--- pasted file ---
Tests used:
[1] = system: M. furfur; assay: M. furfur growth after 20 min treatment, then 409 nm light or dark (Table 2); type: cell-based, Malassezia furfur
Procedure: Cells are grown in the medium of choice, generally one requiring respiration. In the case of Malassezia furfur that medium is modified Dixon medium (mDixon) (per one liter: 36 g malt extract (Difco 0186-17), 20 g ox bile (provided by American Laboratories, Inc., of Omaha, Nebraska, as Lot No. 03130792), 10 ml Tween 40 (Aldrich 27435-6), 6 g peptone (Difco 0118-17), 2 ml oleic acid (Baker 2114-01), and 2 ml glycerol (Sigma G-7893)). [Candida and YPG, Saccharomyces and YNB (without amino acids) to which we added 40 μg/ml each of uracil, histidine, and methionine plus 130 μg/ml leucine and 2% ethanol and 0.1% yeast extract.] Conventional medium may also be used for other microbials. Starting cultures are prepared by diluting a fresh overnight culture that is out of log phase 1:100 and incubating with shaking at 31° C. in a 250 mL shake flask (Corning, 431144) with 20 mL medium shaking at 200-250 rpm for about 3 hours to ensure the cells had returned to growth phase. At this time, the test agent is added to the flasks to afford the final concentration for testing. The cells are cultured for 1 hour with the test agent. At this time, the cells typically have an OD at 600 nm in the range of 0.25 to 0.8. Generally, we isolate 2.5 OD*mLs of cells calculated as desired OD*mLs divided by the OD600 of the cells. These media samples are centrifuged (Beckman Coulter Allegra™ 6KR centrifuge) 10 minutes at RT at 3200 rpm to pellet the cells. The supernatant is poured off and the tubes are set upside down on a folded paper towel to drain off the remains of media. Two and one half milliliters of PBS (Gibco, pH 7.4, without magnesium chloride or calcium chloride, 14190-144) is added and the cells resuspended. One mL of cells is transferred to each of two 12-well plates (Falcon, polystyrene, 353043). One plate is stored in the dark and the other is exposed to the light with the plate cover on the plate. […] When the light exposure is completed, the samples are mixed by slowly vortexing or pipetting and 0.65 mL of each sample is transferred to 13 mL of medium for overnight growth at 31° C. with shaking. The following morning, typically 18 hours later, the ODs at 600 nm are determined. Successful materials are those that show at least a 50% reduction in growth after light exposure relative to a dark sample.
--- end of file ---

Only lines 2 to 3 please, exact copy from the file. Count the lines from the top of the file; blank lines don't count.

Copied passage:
[1] = system: M. furfur; assay: M. furfur growth after 20 min treatment, then 409 nm light or dark (Table 2); type: cell-based, Malassezia furfur
Procedure: Cells are grown in the medium of choice, generally one requiring respiration. In the case of Malassezia furfur that medium is modified Dixon medium (mDixon) (per one liter: 36 g malt extract (Difco 0186-17), 20 g ox bile (provided by American Laboratories, Inc., of Omaha, Nebraska, as Lot No. 03130792), 10 ml Tween 40 (Aldrich 27435-6), 6 g peptone (Difco 0118-17), 2 ml oleic acid (Baker 2114-01), and 2 ml glycerol (Sigma G-7893)). [Candida and YPG, Saccharomyces and YNB (without amino acids) to which we added 40 μg/ml each of uracil, histidine, and methionine plus 130 μg/ml leucine and 2% ethanol and 0.1% yeast extract.] Conventional medium may also be used for other microbials. Starting cultures are prepared by diluting a fresh overnight culture that is out of log phase 1:100 and incubating with shaking at 31° C. in a 250 mL shake flask (Corning, 431144) with 20 mL medium shaking at 200-250 rpm for about 3 hours to ensure the cells had returned to growth phase. At this time, the test agent is added to the flasks to afford the final concentration for testing. The cells are cultured for 1 hour with the test agent. At this time, the cells typically have an OD at 600 nm in the range of 0.25 to 0.8. Generally, we isolate 2.5 OD*mLs of cells calculated as desired OD*mLs divided by the OD600 of the cells. These media samples are centrifuged (Beckman Coulter Allegra™ 6KR centrifuge) 10 minutes at RT at 3200 rpm to pellet the cells. The supernatant is poured off and the tubes are set upside down on a folded paper towel to drain off the remains of media. Two and one half milliliters of PBS (Gibco, pH 7.4, without magnesium chloride or calcium chloride, 14190-144) is added and the cells resuspended. One mL of cells is transferred to each of two 12-well plates (Falcon, polystyrene, 353043). One plate is stored in the dark and the other is exposed to the light with the plate cover on the plate. […] When the light exposure is completed, the samples are mixed by slowly vortexing or pipetting and 0.65 mL of each sample is transferred to 13 mL of medium for overnight growth at 31° C. with shaking. The following morning, typically 18 hours later, the ODs at 600 nm are determined. Successful materials are those that show at least a 50% reduction in growth after light exposure relative to a dark sample.